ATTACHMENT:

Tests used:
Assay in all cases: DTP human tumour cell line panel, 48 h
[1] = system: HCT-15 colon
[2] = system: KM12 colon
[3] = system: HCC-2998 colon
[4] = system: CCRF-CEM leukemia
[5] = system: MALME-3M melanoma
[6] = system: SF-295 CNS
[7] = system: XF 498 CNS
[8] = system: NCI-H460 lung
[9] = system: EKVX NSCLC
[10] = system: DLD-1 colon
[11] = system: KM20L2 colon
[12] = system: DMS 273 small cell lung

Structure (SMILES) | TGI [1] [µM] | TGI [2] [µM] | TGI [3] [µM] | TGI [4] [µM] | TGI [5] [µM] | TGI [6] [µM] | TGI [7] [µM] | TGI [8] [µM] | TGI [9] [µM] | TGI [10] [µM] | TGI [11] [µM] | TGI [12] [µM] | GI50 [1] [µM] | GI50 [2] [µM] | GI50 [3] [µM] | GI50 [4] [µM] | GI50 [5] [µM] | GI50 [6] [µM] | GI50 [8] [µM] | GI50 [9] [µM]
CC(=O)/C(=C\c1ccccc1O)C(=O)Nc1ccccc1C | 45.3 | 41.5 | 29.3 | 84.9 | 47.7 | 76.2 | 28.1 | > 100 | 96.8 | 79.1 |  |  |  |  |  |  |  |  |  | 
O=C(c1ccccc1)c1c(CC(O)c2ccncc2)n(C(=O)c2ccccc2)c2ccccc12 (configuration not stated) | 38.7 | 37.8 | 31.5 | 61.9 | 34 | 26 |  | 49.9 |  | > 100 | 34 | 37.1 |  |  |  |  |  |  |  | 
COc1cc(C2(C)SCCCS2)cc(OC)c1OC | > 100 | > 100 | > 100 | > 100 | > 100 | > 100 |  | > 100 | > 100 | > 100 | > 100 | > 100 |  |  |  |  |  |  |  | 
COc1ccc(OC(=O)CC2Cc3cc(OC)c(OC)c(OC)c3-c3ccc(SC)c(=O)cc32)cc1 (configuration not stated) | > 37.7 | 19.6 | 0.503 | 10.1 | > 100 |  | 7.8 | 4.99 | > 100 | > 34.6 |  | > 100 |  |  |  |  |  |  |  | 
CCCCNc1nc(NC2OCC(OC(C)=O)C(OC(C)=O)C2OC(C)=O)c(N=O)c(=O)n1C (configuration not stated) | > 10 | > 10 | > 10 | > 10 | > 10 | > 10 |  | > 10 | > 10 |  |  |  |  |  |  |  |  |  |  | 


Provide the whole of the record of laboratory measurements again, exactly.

Tests used:
Assay in all cases: DTP human tumour cell line panel, 48 h
[1] = system: HCT-15 colon
[2] = system: KM12 colon
[3] = system: HCC-2998 colon
[4] = system: CCRF-CEM leukemia
[5] = system: MALME-3M melanoma
[6] = system: SF-295 CNS
[7] = system: XF 498 CNS
[8] = system: NCI-H460 lung
[9] = system: EKVX NSCLC
[10] = system: DLD-1 colon
[11] = system: KM20L2 colon
[12] = system: DMS 273 small cell lung

Structure (SMILES) | TGI [1] [µM] | TGI [2] [µM] | TGI [3] [µM] | TGI [4] [µM] | TGI [5] [µM] | TGI [6] [µM] | TGI [7] [µM] | TGI [8] [µM] | TGI [9] [µM] | TGI [10] [µM] | TGI [11] [µM] | TGI [12] [µM] | GI50 [1] [µM] | GI50 [2] [µM] | GI50 [3] [µM] | GI50 [4] [µM] | GI50 [5] [µM] | GI50 [6] [µM] | GI50 [8] [µM] | GI50 [9] [µM]
CC(=O)/C(=C\c1ccccc1O)C(=O)Nc1ccccc1C | 45.3 | 41.5 | 29.3 | 84.9 | 47.7 | 76.2 | 28.1 | > 100 | 96.8 | 79.1 |  |  |  |  |  |  |  |  |  | 
O=C(c1ccccc1)c1c(CC(O)c2ccncc2)n(C(=O)c2ccccc2)c2ccccc12 (configuration not stated) | 38.7 | 37.8 | 31.5 | 61.9 | 34 | 26 |  | 49.9 |  | > 100 | 34 | 37.1 |  |  |  |  |  |  |  | 
COc1cc(C2(C)SCCCS2)cc(OC)c1OC | > 100 | > 100 | > 100 | > 100 | > 100 | > 100 |  | > 100 | > 100 | > 100 | > 100 | > 100 |  |  |  |  |  |  |  | 
COc1ccc(OC(=O)CC2Cc3cc(OC)c(OC)c(OC)c3-c3ccc(SC)c(=O)cc32)cc1 (configuration not stated) | > 37.7 | 19.6 | 0.503 | 10.1 | > 100 |  | 7.8 | 4.99 | > 100 | > 34.6 |  | > 100 |  |  |  |  |  |  |  | 
CCCCNc1nc(NC2OCC(OC(C)=O)C(OC(C)=O)C2OC(C)=O)c(N=O)c(=O)n1C (configuration not stated) | > 10 | > 10 | > 10 | > 10 | > 10 | > 10 |  | > 10 | > 10 |  |  |  |  |  |  |  |  |  |  | 